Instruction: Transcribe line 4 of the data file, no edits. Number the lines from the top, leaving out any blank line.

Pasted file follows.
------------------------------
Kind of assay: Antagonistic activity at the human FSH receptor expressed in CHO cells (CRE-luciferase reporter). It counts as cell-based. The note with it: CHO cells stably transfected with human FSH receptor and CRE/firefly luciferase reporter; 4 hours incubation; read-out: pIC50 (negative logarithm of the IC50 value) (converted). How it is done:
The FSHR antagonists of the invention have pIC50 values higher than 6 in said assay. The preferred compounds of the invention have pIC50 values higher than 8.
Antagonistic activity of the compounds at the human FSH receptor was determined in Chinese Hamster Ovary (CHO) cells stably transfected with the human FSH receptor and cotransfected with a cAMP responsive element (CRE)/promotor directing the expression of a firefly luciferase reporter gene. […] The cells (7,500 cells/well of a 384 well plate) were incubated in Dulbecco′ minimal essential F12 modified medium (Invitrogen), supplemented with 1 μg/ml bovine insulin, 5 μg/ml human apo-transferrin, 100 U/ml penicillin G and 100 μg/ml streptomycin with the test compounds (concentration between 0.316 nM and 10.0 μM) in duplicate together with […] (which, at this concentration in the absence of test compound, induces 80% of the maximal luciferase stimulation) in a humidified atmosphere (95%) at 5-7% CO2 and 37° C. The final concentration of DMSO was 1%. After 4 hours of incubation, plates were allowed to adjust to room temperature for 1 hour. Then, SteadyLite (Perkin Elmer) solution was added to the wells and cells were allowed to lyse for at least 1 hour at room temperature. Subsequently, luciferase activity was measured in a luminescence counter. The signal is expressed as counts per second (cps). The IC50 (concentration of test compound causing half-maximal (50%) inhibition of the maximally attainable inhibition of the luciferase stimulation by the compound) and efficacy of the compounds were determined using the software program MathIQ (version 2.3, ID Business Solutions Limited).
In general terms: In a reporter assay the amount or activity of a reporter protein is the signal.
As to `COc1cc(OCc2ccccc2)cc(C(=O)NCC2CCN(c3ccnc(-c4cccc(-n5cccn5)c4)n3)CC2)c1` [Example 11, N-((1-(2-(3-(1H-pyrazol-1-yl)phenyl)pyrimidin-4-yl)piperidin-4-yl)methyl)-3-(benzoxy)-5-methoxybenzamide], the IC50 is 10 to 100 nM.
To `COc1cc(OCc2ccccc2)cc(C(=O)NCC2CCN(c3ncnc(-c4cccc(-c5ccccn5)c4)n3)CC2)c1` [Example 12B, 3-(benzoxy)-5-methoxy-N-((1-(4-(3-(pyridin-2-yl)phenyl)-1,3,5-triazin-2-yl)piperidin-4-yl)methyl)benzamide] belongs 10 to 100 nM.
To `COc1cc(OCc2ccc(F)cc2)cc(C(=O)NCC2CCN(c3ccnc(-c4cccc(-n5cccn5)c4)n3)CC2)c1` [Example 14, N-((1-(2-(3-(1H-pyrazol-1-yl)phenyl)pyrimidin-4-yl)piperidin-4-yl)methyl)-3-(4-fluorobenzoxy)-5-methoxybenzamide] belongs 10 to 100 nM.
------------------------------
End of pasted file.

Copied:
In general terms: In a reporter assay the amount or activity of a reporter protein is the signal.